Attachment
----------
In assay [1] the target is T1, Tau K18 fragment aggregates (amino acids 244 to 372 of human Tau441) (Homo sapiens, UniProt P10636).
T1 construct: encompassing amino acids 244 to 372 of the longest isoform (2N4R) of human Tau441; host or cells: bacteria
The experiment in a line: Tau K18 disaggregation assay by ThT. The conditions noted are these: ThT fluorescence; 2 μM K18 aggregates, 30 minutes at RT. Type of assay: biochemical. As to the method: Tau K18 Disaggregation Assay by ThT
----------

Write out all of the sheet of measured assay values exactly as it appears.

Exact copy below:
In assay [1] the target is T1, Tau K18 fragment aggregates (amino acids 244 to 372 of human Tau441) (Homo sapiens, UniProt P10636).
T1 construct: encompassing amino acids 244 to 372 of the longest isoform (2N4R) of human Tau441; host or cells: bacteria
The experiment in a line: Tau K18 disaggregation assay by ThT. The conditions noted are these: ThT fluorescence; 2 μM K18 aggregates, 30 minutes at RT. Type of assay: biochemical. As to the method: Tau K18 Disaggregation Assay by ThT